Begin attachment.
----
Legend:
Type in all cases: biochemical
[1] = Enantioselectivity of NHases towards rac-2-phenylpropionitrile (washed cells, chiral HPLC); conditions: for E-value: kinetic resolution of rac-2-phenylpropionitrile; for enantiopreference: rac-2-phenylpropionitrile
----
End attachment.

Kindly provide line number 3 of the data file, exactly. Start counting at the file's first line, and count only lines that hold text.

[1] = Enantioselectivity of NHases towards rac-2-phenylpropionitrile (washed cells, chiral HPLC); conditions: for E-value: kinetic resolution of rac-2-phenylpropionitrile; for enantiopreference: rac-2-phenylpropionitrile